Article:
Tons of water flooded the UCLA campus in Westwood after a gusher of a water main break sent thousands of gallons of H20 down the hill from Sunset Boulevard.
The break at 10630 Sunset Blvd. was reported at 3:24 p.m., according to Brian Humphrey of the Los Angeles Fire Department.
Sunset was closed down and …
… people and vehicles were stranded by water that was more than knee-high, he said. A “trio of stranded motorists” were assisted by first responders, Humphrey said.
— KTLA (@KTLA) July 29 2014
— Jillian Beck (@Jillian_Beck) July 29 2014
— Tara Wallis (@tarawallis) July 29Images from television helicopters (see a livestream here) showed water streaming into the heart of the Westwood campus, which generally goes downhill from Sunset Boulevard.
Drake Stadium appeared to be flooding as well as UCLA's main quad, Bruin Plaza, near the Bruin statue.
UCLA said any information about possible evacuations would be posted on its website.
[Update at 4:53 p.m.]: LAFD Capt. Jaime Moore told KTLA News that a broken 30-inch main is causing the outburst. He said the department is treating the situation as a flash flood, complete with four swift-water rescue boats on-scene.
“We're treating this the same way we would a flash flood,” he said.
Authorities are asking people to stay away. He said some people, possibly students, have been playing in the water.
Parking lots 4 and 7 on campus have been affected, he said, and firefighters were ready to rescue anyone who might be trapped.
Sunset Boulevard was closed between Hilgard and Veteran avenues.
[Update at 5:15 p.m.]: UCLA says that sandbagging is taking place at some locations, including on the north side of Pauley Pavilion. The school says “some water has already gotten inside” the arena, which was renovated for about $136 million two years ago.
UCLA is telling non-emergency personnel to head south, away from Sunset Boulevard.
A student told ABC Eyewitness News that a “Bruin Alert” text was sent out to students to warn them to stay away from lot 7.
[Update at 5:28 p.m.]: Mayor Eric Garcetti tweeted that it would take about an hour to shut down the circa-1921 main. It “will take an hour to prevent shock to system and further damage,” he stated.
[Update at 5:31 p.m.]: UCLA states:
Water has been seen inside the J.D. Morgan Center, which houses athletic staff and administration offices, the George Kneller Academic Center and UCLA's Athletic Hall of Fame, and water has also been spotted inside the John Wooden Center.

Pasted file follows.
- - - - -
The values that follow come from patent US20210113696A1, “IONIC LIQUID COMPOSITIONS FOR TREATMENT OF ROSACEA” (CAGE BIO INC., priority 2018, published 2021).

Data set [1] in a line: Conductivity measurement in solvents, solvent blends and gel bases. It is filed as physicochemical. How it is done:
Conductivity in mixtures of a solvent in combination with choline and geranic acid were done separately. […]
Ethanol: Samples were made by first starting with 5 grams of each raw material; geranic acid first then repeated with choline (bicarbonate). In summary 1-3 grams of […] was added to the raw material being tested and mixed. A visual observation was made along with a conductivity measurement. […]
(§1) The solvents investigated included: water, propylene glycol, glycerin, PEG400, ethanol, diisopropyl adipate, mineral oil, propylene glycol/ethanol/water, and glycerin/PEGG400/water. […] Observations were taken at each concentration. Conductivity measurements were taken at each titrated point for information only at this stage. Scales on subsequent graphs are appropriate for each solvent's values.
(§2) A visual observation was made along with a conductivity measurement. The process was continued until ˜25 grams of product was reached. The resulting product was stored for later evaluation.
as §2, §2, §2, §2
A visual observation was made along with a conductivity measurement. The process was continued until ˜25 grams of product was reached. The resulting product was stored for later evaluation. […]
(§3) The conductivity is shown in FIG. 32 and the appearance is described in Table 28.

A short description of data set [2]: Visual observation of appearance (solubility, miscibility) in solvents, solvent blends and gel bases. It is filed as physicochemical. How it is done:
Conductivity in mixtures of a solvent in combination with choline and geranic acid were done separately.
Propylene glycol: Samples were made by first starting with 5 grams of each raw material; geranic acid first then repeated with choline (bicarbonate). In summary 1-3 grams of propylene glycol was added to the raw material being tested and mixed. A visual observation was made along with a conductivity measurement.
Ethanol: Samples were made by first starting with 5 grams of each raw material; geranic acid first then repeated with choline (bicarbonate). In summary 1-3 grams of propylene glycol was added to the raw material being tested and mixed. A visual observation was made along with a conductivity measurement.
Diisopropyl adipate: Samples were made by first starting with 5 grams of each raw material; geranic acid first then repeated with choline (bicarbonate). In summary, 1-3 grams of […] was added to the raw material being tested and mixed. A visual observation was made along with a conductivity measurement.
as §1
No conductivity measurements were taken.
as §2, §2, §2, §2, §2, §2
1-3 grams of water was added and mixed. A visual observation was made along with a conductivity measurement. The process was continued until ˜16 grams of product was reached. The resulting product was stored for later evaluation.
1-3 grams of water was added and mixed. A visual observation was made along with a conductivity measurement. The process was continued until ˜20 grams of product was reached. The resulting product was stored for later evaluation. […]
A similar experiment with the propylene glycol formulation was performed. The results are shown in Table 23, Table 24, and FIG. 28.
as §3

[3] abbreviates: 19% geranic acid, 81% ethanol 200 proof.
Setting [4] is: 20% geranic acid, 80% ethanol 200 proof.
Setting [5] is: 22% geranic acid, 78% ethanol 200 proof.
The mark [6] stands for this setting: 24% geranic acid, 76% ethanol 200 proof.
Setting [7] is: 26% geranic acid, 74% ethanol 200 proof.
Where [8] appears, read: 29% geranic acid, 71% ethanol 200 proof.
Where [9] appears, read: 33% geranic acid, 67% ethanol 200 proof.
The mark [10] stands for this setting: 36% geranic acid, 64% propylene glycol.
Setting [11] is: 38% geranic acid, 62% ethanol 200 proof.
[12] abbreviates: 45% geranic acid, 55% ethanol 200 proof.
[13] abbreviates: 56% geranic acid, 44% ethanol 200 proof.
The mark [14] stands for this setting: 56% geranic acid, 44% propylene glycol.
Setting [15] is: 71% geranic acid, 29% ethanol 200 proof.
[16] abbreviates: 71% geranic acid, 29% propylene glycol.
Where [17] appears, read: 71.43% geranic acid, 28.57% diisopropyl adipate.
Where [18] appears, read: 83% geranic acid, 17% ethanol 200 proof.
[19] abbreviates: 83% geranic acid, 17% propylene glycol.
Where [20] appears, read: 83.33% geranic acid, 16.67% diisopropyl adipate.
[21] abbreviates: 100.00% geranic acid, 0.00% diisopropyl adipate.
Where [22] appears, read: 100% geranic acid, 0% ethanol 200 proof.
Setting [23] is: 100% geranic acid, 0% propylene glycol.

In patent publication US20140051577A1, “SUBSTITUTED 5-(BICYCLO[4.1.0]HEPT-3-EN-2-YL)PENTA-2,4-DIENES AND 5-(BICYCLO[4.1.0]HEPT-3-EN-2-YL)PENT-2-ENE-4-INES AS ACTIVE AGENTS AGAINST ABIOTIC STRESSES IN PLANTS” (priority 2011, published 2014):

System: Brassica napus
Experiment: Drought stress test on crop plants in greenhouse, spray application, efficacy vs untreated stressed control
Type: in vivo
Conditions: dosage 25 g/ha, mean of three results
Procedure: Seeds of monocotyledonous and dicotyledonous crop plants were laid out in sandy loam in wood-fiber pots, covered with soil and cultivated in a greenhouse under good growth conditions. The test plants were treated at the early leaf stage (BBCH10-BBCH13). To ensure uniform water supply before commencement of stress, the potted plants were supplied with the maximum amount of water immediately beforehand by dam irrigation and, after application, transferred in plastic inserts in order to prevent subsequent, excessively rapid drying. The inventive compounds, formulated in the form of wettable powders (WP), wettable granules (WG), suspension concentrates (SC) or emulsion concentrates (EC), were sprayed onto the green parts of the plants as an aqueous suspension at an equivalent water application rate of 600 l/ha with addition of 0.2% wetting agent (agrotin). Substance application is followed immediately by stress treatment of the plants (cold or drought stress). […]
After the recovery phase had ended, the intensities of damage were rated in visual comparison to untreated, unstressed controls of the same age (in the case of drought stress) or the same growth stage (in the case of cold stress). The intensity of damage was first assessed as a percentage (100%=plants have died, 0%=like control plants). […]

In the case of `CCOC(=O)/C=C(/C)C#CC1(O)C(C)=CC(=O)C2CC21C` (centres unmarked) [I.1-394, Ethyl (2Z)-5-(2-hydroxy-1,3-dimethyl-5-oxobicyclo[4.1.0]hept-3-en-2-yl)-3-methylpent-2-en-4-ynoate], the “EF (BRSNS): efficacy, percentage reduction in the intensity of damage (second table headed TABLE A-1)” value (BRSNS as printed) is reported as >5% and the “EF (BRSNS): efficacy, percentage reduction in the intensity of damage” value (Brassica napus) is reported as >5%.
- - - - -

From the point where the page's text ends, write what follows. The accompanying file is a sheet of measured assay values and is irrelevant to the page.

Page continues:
The school says that students can try to retrieve cars from lots 4 and 7 but must obey the directions of first-responders.
[Update at 5:45 p.m.]: Mayor Eric Garcetti issued this statement:
I am closely monitoring the situation and remain in constant contact with key city departments including the LADWP, LAFD and LAPD, along with UCLA to make sure we are leading a closely coordinated response.
The Mayor's Office and our City departments will continue to provide further updates.
[Update at 10:33 p.m.]: The mayor's office said Sunset Boulevard would remain closed tomorrow, so plan accordingly.
A Department of Water and Power official, responding to questions about why it took so long to shut off the water flow, told reporters that crews had to make it to the scene during “rush hour,” figure out which main it was (there's more than one in the area), and carefully shut off three valves leading to it so as not to cause more ruptures.
Crews didn't appear to get to the break until 5 p.m., more than an hour and a half after it started.
The mayor's office said the main “delivers water to the area at a high velocity from Upper Stone Canyon Reservoir.”
Officials said 8 to 10 million gallons of water poured from the main during the break. The pipe normally carries 75,000 gallons of water per minute, the said.
In a statement, UCLA Chancellor Gene Block said …
… flooding had affected parking structures 4 and 7, Pauley Pavilion, the Arthur Ashe Student Health and Wellness Center, J.D. Morgan Center, Acosta Center and John Wooden Center, as well as the North Athletic Field, intramural field and Bruin Plaza. Emergency response vendors have already been contracted and the cleanup process has begun.
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